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The Dumi Project was established in September 2010 as a response to a need identified by Dumisani Moyo in his village community. Dumi was motivated by the suffering of an old man living in extreme poverty; he wanted to take action to improve the quality of life for people suffering in Zimbabwe, and to support the development of the Zimbabwean community both in the UK and abroad.

 

Dumi linked with representatives from local groups in Coventry was able to raise some funds to provide some immediate practical support for the people of Insiza

To further such charitable purpose for the benefit of people in Sub Saharan Africa (particularly in Zimbabwe) and in England, particularly in Coventry and the County of Warwickshire as the trustees see fit, in particular but not limited  to:

  • Relieving poverty
  • Relieving those in financial need, hardship or distress
  • Advancing Education
  • Promoting good health
  • Saving of lives
  • Advancing in life, relieving the needs and helping children and young people in the particular but not limited (a) providing recreational and leisure time activities in the interest of social welfare, designed to improve their conditions of life, and (b) providing support and activities which develop their skills, capacities and capabilities to enable them to participate in society as mature and responsible individuals.
  • Providing civic responsibilities and good citizenship
  • Promoting volunteering to achieve any charitable purpose for the benefit of the public (falling within the description of purposes, set out in part 1 of the Charities Act 2011)
  • Promoting equality and diversity
  • Promoting racial harmony for the public benefit.

The Dumi Project in partnership with Insiza Community Development trust has successfully accomplished the following between 2010 and 2011 provided food relief, second hand clothing and blankets to the most vulnerable groups in the communities including orphan headed households, the elderly, the disabled, HIV and AIDS patients. Office furniture has also been donated to 7 primary schools, and 7 community soccer teams have received sports training kits and footballs – although more are needed. One computer and a TV set were donated to poorly resourced Primary School of Mapengani. School Uniforms were provided to girls and boys from poor households as well as their tuition fees paid by the organization. We have met and discussed the issues of HIV and AIDS with the community leaders and agreed on a strategy for help.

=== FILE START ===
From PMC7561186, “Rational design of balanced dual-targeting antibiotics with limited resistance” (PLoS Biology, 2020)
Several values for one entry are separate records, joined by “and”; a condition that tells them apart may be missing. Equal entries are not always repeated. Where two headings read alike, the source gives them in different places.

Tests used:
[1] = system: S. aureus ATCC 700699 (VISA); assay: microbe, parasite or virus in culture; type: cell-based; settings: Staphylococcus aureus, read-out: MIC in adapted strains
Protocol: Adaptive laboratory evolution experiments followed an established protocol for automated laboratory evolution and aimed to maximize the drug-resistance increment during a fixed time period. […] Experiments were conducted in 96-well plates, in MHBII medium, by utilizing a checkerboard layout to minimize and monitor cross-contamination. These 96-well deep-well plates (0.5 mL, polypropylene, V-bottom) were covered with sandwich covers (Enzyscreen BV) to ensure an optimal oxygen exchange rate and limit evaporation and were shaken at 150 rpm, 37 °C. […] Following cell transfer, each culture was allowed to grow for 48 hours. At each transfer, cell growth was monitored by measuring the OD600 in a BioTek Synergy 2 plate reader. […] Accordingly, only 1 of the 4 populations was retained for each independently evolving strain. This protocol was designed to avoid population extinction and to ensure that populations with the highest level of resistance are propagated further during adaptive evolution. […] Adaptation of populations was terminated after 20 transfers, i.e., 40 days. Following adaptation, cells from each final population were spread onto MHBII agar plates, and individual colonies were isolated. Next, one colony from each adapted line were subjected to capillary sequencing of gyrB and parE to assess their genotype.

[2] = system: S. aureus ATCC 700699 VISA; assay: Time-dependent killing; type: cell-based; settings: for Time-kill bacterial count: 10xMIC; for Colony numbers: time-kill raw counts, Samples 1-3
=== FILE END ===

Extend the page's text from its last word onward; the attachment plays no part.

In 2012 Dumi International has donated 15 school computers to Mapengani Primary School, some furniture for the heads office, some filing cabinets, books, also donated was a wheelchair, which will be used by a disabled child, although there are at least 7 more who require our help.

How it all started

It all began at a funeral. Dumi’s mother had died and the family were gathered at her house in Ntsoma village in Zimbabwe,  some 140 km from Bulawayo.  A neighbour came to ask if there was anything he could do for them and was asked  to fetch some water.   When he came back and joined them, sitting on the floor, Dumi noticed that his clothes were so worn and ragged that he was hardly decent, almost naked.  He thought, “This man has nothing,  he obviously has no other clothes and probably very little to eat, yet he has walked for about eight miles to help us”.   Now Dumi is a man of faith and prayer and the image stayed in his mind and heart and the need grew in him to help his people some time.

Dumi left Zimbabwe in 2002 and began to make a life in England, but the image remained with him. At the end of 2009, he managed to slip back into Zimbabwe to see his father who was very ill.   He was shocked at the desperate poverty of  people in his father’s village, many of them ragged and short of food, and he came back even more determined to do something to help.

That summer he learned that an unexpected windfall was coming his way – at last he could fulfil his dream to help.

Getting under way

Dumi went to see Valerie and Michael Bennett and said “I want to buy a lorry or container”   and explained  his project.  “Oh yes”, they said and Michael began researching on the internet for containers etc. Valerie offered their little used front room to store things. Little did any of them know the whirlwind that was about to overtake them ! donations were quite crucial to the success of the project for which Dumi, the people of his father’s village and the school were deeply grateful.

Meanwhile the negotiations  for  the purchase of the lorry went on and the Bennett’s front room was rapidly filling up. It became a standing joke that, if anything was put down in the front room, it was likely to end up in Zimbabwe.   We guess more than one unintentional donation was made that way!

Then the next problem arose. Where to keep the lorry and store all the stuff? Valerie’s son Julian, who has a warehouse, came to the rescue.  Both lorry and goods could be stored there;  in the event Julian and his wife Siobhan took a keen interest and actively helped with the project.